he or she has a legal right to use the property any way he or she wants under the law, and that there will be no questions as to who owns the property. A buyer assumes these things because the purchase and sale contract states that the seller is to convey a good and sufficient warranty deed, conveying good, insurable, marketable title, free from all encumbrances, except as may be acceptable to buyer and buyerâ€™s lender.
A purchase and sale contract also generally specifies encumbrances the seller knows are against his or her title and which usually existed when the seller bought the property. Such encumbrances typically include zoning ordinances, subdivision map notes, building restrictions, use restrictions and easements of record.
The buyerâ€™s assumption when he or she receives title, then, is that the propertyâ€™s title is clear and there are no encumbrances. What most buyers donâ€™t understand, though, is that marketable title is not the same thing as a title with no encumbrances.
Marketable title is title to property that is not subject to a claim or defect that would present a real and substantial probability of litigation or loss that would prevent the property from being sold at a fair price to a reasonable purchaser or mortgaged to a reasonably prudent party as security for a loan. In laymanâ€™s terms, this means that buyers of property expect to receive a title free from reasonable doubt, allowing that buyer to hold and use the land in peace, free from the likelihood of litigation, and that the title to the property is clear enough to be sold at fair market value or pledged as security for a loan without hassle.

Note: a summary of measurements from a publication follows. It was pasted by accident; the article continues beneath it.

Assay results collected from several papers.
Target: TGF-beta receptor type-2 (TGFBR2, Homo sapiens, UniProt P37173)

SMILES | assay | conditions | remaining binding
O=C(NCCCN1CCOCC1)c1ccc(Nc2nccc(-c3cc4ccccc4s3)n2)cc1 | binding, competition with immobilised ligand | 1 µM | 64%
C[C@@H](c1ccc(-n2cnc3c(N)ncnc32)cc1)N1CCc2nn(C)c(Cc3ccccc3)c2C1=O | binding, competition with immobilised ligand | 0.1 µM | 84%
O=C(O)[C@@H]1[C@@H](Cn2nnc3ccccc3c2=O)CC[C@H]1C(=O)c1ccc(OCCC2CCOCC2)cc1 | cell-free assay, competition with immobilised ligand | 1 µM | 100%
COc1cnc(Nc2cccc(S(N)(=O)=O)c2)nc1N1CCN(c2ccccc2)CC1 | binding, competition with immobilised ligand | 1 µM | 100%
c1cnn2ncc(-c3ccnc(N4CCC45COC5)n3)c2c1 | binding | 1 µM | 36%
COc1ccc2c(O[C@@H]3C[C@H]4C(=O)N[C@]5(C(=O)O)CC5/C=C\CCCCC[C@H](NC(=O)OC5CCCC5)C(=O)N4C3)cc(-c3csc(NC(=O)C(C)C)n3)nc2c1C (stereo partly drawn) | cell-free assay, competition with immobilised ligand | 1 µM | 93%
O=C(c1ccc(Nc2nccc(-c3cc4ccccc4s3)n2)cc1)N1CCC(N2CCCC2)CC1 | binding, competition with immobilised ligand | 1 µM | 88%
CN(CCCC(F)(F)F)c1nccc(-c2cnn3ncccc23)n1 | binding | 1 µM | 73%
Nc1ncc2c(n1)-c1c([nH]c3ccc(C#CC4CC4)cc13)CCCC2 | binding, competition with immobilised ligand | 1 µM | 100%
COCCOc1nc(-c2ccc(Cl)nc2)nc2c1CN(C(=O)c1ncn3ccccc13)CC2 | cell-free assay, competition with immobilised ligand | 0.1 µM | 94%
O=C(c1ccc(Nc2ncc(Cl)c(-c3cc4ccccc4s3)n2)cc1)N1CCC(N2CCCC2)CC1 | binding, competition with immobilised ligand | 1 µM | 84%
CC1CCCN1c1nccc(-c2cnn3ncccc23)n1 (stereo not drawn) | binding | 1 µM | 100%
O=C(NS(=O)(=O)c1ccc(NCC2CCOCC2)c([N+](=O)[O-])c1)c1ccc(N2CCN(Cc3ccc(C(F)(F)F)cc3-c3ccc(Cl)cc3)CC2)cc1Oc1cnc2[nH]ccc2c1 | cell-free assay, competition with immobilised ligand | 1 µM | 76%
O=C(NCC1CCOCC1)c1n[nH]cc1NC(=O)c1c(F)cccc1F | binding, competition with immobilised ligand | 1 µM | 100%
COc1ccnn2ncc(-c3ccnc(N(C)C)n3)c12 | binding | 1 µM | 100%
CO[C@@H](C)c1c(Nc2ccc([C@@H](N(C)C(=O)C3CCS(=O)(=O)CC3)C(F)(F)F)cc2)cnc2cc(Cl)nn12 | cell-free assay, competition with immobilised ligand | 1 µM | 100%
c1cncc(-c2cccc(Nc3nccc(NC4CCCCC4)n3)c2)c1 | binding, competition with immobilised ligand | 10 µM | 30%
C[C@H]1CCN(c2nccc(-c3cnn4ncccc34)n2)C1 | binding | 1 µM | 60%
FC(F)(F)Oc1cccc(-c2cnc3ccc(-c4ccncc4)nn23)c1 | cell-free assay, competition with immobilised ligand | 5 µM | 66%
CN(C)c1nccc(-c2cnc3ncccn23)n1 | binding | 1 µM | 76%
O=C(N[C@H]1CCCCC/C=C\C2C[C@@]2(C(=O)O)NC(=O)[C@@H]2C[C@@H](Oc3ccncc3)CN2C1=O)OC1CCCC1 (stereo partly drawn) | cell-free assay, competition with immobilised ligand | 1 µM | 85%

What, then, are encumbrances? Encumbrances are anything that affect or limit the fee simple title to a property. Fee simple title is the maximum and best possible right of ownership of real property, as contrasted with a life estate or a leasehold interest. Examples of encumbrances include mortgages, unpaid tax liens, mechanicâ€™s liens, judgments, zoning ordinances, subdivision map notes, building restrictions, use restrictions and easements. All of these are usually recorded on the land records except for the zoning ordinances and building restrictions as they are usually part of the municipalityâ€™s regulations.
Encumbrances can be separated into two groups. The first group includes those encumbrances that a seller is powerless to remove and that can restrict the use of the land, but normally do not render title unmarketable.
These would commonly include building restrictions such as setbacks, zoning ordinances, subdivision map notes, and easements for such things as ingress and egress, a pedestrian walkway to access a beach, or even parking, and are the kind that a buyer agrees to accept. While such rights or interests may not prevent the transfer of fee simple title, they could diminish the value of a property.ttention to detail, we
Furthermore, while building restrictions, zoning ordinances, subdivision map notes and eaements can restrict the use of oneâ€™s land, their existence normally does not render title unmarketable; however, substantial, existing violations of zoning ordinances do render title unmarketable.
The second group includes those encumbrances a seller has the power to remove or cure and includes
mortgages, unpaid tax liens, mechanicâ€™s liens and judgments. How does a seller cure these or have them
removed as encumbrances? The seller satisfies them by coming to an agreement with the person or entity that filed the lien or judgment or by paying the monies owed and then recording a satisfaction or a release of the obligation on the land records.
REO or bank owned can not meet marketable title. Typically you are issued a Certificate of Title. Given your persistance and attention to detail I would welcome the opportunity to meet and speak with you. You can reach me directly at firstname.lastname@example.org or call 941.313.1234.
Here is link to what title insurance is and what it does for the title and ownership:
If paying CASH on any property I would highly recommend hiring an attorney to review the title committment before closing along with any closing paperwork. If getting a mortgage it is less crucial since the lender will do their own due diligence review of the title insurance policy comittment to protect their (and your) interests.
Here is a highly experienced Real Estate Attorney:
Larry Fuentes, Fuentes & Kreischer http://www.FKLaw.net
Hope this helps.
All the best,
Alma Rose Kee, PA